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Fast Food Addict Mom, 50, Joins A Weight Loss Class And Finds A Breast Lump: Losing 56 Pounds Caught My Cancer And Saved My Life! – SurvivorNet

Jun 27th, 2022

Jo Atkins, 50, is a breast cancer survivor. And she credits her weight loss journey for leading to her treatment success.

Atkins, from London, England, was determined to lose weight after reaching over 200 pounds and watching her husband suffer from a severe stroke that left him paralyzed on the right side.

Id tried all sorts of diets over the years and yo-yoed with my weight. Id eat a lot of convenience food, takeaways, Id skip meals then binge in the evenings.

RELATED: Major Reduction in Cancer Risk by Following Old Standbys Diet and Exercise

Atkins joined a weight loss program and decided to eat healthier in 2017. Later that same year, she noticed a lump in her breast.

I was laying in bed watching [TV] one evening and noticed it as I turned over, she said.

She didnt think too much of it initially, but decided to make an appointment about a week later. Thats when doctors discovered her stage two breast cancer. For treatment, she underwent surgery, six rounds of chemotherapy and 20 sessions of radiotherapy.

RELATED: U.S. Breast Cancer Rates are Rising: Is It Linked to Womens Growing Obesity, Dropping Fertility?

Atkins is cancer-free and thriving in 2022. Shes still involved with her diet group, and today she weighs 119 pounds.

I am convinced if I hadnt lost the weight and that fat tissue hadnt gone, theres no way I would have felt that lump, she said.

Breast canceris a common cancer that has been the subject of much research. Many women develop breast cancer every year, but men can develop this cancer too though it is more rare, in part, due to the simple fact that they have less breast tissue.

Screening for breast cancer is typically done via mammogram, which looks for lumps in the breast tissue and signs of cancer.The American Cancer Society (ACS) sayswomen should begin yearly mammogram screening for breast cancer at age 45 if they are at average risk for breast cancer. The ACS also says those aged 40-44 have the option to start screening with a mammogram every year, and women age 55 and oldercan switch to a mammogram every other year, or they can choose to continue yearly mammograms.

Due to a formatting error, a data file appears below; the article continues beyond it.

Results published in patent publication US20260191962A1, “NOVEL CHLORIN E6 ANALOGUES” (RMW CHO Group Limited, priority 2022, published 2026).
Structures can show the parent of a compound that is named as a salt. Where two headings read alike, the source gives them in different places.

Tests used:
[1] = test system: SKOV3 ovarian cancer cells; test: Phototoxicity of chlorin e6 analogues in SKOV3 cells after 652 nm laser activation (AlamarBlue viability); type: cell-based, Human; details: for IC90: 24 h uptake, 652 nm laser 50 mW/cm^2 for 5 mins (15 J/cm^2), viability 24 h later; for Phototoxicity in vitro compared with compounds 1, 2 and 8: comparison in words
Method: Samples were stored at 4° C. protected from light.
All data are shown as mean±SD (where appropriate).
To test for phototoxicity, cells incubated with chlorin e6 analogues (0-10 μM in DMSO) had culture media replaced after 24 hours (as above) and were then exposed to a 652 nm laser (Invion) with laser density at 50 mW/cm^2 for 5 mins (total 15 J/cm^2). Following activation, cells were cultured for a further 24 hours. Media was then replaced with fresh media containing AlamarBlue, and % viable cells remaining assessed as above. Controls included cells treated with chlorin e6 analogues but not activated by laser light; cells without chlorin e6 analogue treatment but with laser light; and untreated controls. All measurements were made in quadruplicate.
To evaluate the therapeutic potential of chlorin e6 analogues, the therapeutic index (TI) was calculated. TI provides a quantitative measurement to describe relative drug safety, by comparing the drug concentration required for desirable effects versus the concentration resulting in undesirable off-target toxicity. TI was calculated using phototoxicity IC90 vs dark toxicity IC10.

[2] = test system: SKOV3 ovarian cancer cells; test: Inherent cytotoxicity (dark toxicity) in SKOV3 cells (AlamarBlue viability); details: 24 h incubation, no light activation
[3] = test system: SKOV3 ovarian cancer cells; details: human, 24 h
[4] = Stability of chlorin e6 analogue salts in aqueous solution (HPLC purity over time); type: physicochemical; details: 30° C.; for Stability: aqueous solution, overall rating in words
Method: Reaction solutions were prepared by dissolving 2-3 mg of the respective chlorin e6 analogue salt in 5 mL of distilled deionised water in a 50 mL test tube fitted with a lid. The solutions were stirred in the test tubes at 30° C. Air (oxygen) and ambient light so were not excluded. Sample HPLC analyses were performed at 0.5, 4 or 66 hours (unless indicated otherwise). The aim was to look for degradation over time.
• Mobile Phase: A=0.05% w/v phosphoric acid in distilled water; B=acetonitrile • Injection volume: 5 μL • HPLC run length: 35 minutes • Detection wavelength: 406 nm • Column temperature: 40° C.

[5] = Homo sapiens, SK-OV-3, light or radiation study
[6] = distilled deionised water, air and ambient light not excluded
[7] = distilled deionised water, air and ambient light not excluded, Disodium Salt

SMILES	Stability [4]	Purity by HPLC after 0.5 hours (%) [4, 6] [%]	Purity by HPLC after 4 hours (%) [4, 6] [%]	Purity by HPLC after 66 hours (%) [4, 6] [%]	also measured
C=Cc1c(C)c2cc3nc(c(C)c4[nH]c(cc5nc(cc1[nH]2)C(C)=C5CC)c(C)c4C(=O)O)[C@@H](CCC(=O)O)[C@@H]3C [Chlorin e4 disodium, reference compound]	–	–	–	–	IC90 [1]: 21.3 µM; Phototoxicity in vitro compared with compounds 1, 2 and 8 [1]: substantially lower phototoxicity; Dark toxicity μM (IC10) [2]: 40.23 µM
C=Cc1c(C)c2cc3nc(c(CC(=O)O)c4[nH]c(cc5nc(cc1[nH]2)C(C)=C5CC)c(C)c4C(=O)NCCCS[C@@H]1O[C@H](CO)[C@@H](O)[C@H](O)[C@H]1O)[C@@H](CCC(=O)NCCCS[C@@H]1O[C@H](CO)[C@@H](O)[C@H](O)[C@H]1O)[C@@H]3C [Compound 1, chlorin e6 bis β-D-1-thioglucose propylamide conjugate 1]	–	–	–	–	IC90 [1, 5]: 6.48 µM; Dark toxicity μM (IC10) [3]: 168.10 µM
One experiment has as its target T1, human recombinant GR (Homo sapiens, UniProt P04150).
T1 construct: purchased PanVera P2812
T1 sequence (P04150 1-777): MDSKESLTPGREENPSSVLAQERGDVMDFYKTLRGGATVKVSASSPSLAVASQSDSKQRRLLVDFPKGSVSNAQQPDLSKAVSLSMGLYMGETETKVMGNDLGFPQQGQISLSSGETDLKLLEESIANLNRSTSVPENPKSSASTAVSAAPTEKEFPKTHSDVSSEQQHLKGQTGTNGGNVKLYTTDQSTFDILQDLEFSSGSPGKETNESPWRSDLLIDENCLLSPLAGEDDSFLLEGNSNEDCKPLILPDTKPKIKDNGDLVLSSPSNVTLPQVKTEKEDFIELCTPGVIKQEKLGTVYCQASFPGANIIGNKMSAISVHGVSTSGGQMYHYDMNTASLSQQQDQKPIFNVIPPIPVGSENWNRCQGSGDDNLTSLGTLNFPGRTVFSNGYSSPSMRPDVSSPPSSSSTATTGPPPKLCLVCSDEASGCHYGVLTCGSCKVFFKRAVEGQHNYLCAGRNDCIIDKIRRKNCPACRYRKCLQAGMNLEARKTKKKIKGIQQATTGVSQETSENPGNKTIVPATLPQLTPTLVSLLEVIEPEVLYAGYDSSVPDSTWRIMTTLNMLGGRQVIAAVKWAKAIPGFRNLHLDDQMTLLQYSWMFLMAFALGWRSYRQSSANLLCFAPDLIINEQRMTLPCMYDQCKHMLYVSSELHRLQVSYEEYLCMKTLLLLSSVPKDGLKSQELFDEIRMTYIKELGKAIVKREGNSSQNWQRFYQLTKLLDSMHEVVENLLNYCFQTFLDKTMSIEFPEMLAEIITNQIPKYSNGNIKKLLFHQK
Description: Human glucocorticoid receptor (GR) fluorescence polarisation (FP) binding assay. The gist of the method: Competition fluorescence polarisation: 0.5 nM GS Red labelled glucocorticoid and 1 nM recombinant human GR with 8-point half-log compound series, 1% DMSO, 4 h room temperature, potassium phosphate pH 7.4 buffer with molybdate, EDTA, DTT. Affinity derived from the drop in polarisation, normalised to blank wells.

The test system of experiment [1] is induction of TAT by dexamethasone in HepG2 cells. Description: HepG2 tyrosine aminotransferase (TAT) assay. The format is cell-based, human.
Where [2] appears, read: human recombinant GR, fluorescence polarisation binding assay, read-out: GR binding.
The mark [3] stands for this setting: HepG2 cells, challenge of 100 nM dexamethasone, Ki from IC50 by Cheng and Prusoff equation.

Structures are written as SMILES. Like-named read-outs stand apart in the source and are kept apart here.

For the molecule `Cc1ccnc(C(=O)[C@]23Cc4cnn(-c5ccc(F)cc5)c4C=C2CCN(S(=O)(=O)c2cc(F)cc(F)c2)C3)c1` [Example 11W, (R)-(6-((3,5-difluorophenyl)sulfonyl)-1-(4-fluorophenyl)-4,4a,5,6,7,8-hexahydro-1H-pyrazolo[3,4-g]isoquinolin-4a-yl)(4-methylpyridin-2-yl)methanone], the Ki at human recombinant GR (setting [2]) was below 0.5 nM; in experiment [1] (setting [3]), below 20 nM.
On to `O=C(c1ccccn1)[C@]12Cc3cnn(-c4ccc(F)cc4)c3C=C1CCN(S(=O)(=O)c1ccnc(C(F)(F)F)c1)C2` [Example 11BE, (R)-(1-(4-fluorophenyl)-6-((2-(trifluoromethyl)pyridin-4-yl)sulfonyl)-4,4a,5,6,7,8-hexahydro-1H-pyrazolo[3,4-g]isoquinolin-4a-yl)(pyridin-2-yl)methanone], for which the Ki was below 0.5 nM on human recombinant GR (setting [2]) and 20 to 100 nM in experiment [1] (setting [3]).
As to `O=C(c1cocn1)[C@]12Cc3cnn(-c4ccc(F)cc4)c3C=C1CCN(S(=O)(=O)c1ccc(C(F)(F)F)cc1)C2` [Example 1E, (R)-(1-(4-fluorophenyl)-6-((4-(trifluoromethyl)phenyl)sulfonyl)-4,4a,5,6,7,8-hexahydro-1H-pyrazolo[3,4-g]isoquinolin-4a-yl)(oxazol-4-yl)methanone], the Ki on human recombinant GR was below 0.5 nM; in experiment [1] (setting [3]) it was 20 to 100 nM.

Its also important to be on top of self breast exams. If you ever feel a lump in your breast, you should be vigilant and speak with your doctor right away. Voicing your concerns as soon as you have them can lead to earlier cancer detection which, in turn, can lead to better outcomes.

There are many treatment options for people with this disease, but treatment depends greatly on the specifics of each case. Identifying these specifics means looking into whether the cancerous cells have certain receptors. These receptors the estrogen receptor, the progesterone receptor and the HER2 receptor can help identify the unique features of the cancer and help personalize treatment.

RELATED: Alert for Women With Breast Cancer: What The Amazing New Findings About The Drug Enhertu Mean For You & What To Ask Your Doctor

These receptors, I like to imagine them like little handson the outside of the cell, they can grab hold of what we call ligands,and these ligands are essentiallythe hormones that may be circulating in the bloodstreamthat can then be pulled into this cancer celland used as a fertilizer, as growth support for the cells,Dr. Elizabeth Comen, a medical oncologist atMemorial Sloan Kettering Cancer Center, previously told SurvivorNet.

The Unique Features of Breast Cancer: Deciding the Right Course of Treatment

One example of a type of ligand that can stimulate a cancer cell is the hormone estrogen, hence why an estrogen receptor positive breast cancer will grow when stimulated by estrogen. For these cases, your doctor may offer treatment that specifically targets the estrogen receptor. But for HER2 positive breast cancers, therapies that uniquely target the HER2 receptor may be the most beneficial.